By this time Led Zeppelin was so popular that they had their own touring plane.

Houses of the Holy: Nothing could reasonable follow "Untitled" but Zeppelin gave it a shot. "Dancing Days" was a great opening track with inventive multi-tracked guitars. Plant does his part with his lyrics about "tadpoles in a jar." Also, "The Ocean," with its churning, slashing rhythm that suddenly shifted to a boogie during guitar solo, was another incomparable track. The song was about how a concert audience looked to the group. But nobody's perfect, on the down side "D'yer Maker" was a lukewarm attempt at reggae. And wouldn't you know, it was released as a single.

Led Zeppelin started their Swan Song record label.

Physical Graffiti: A double album and the first to show the band straining, though it held "Kashmir," "Trampled Underfoot" and the fun "Boogie With Stu."

Through the late '70s Zeppelin continued to record and tour. Fans bought records. "Presence" went to #1 on the album charts. They also produced a live album and film "The Song Remains The Same." As a live act, Zeppelin was a bit past their prime. As a film, the best parts are the concert pieces. And that was the problem. "In Through The Out Door," another commercial success, contained the very pop "Fool In The Rain."

By the time Bonham KO'd himself with drink, Zeppelin was in decline. When he died the surviving members decided to call it quits. "Coda," cleared the shelf of unreleased Zeppelin material after the group had ceased.

Plant and Page have toured and recorded together. Jones and a substitute drummer, occasionally Bonham's son Jason, have been included in Zeppelin appearances for charity (Live Aid) and other events (Atlantic Records anniversary).

Another Coda: As digital technology was coming into existence Page was asked if he'd take this opportunity to re-master Zeppelin recordings. He said no insisting the albums sound the way they sound and there won't be any re-working or re-packaging of Zeppelin material.

So all the Zeppelin fans went out and bought the CDs in their original configuration. Some time later Page reversed himself and decided to re-master all those recordings. So the Zeppelin faithful went right out and bought the new versions as well. Talk about marketing!







Generally thought of as Heavy Metal founding fathers (if there is such a thing), Led Zeppelin, even in its earliest days, mixed acoustic and electric instruments with "Babe, I'm Gonna Leave You" and "Your Time Is Gonna Come" from "Zeppelin I."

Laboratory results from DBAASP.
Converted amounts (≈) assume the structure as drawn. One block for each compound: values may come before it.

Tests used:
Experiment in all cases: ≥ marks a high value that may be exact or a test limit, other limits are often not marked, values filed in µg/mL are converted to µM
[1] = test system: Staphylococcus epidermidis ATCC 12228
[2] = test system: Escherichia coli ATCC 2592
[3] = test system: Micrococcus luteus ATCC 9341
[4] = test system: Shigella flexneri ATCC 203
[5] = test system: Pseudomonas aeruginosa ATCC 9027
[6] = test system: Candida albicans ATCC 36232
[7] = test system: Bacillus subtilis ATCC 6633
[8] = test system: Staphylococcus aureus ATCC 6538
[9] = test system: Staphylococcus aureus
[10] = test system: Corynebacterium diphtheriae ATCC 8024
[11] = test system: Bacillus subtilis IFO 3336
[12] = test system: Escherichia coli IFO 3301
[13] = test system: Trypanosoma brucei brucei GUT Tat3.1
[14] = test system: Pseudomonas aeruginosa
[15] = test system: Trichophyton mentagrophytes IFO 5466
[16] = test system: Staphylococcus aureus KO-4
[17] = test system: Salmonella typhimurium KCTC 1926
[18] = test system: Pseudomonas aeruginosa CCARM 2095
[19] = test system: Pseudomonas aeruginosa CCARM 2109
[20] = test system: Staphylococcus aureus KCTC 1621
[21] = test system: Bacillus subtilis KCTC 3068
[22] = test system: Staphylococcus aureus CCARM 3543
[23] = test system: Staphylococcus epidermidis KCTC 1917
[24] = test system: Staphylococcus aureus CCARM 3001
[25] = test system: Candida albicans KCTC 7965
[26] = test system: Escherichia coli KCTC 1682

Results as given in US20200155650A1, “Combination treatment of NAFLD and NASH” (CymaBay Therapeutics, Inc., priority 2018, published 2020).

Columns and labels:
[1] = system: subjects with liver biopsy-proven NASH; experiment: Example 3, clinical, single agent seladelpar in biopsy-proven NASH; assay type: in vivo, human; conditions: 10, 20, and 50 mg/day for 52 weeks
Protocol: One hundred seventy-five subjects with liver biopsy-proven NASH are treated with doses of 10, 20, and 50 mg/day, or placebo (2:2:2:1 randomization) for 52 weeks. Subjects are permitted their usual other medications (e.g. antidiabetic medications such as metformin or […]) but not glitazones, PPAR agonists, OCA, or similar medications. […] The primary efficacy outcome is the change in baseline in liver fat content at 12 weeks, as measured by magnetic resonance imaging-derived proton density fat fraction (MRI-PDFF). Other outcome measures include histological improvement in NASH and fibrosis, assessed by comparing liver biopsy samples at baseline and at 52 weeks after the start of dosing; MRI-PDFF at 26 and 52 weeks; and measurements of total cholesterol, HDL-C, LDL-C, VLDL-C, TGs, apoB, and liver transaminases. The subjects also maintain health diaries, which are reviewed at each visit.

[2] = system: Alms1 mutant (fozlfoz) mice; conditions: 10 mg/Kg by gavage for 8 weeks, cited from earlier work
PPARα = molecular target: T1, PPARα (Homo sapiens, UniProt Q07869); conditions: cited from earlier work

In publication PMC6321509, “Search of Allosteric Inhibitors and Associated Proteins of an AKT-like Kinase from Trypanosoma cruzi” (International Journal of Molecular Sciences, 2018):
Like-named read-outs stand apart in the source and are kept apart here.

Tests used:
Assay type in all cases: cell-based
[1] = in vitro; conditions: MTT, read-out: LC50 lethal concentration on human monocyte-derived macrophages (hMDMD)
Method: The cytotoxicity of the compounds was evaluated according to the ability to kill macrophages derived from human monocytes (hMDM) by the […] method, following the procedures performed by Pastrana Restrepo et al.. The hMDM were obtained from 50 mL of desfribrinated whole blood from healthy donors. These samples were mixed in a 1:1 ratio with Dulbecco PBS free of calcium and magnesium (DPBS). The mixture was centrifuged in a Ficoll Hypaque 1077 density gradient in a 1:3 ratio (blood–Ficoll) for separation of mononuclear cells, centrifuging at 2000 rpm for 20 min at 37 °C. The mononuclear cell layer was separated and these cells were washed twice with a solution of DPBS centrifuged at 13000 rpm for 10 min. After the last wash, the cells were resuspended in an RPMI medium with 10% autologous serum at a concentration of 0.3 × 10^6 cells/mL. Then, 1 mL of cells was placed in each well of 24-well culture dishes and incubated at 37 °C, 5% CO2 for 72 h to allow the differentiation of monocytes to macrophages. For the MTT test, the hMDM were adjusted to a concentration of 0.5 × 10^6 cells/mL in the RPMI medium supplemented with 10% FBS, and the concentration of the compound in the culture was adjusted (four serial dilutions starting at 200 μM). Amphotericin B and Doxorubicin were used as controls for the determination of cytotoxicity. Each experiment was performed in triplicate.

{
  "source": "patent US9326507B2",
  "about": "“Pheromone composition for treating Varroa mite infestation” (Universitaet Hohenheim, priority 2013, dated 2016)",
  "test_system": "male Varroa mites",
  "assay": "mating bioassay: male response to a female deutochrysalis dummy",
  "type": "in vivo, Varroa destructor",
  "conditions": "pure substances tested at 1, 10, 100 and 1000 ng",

"Led Zeppelin IV" or "Untitled" has been often heralded as the band's greatest achievement with the acoustic/electric "Stairway To Heaven." The follow-up "Houses of the Holy" is nearly as strong with Led Zep expanding its sound. The double album "Physical Graffiti" has its moments but not enough of them. After that, the group's output and quality drops off significantly.

Gotta Haves:

Led Zeppelin II 1969
Building on the "Hammer of the Gods" guitar style of "Led Zeppelin I," the follow up was hugely popular, thanks largely to the single "Whole Lotta Love," featuring a riff copped from Blues great Willie Dixon. The "Heartbreaker" guitar solo is fantastic. It starts with Page playing by himself, and has he reaches a frenzy with notes shooting out in all directions, the rest of the band joins in taking the solo to a climax.

With no covers and all four members contributing songs there's not a weak track on the album, not even "Moby Dick." which had Bonham's obligatory drum solo. This album also marks the emergence of the Plant (words) and Page (music) songwriting partnership.

Untitled 1971
After the somewhat disappointing "Led Zeppelin III," they bounced back with their strongest album to date. It took some doing but the rest of the group was on Page's level. "Stairway To Heaven" is the most recognizable song on the album, if not in Rock history. But there's also the rousing "Black Dog" and the searing "Rock and Roll." "Rock and Roll" is a total band triumph. Bonham's drumming is riveting while Page's guitar blazes the way. Plant's vocals are powerful and driving. John Paul Jones adds a piano track on the third verse that makes the song complete. The group is on top of its game.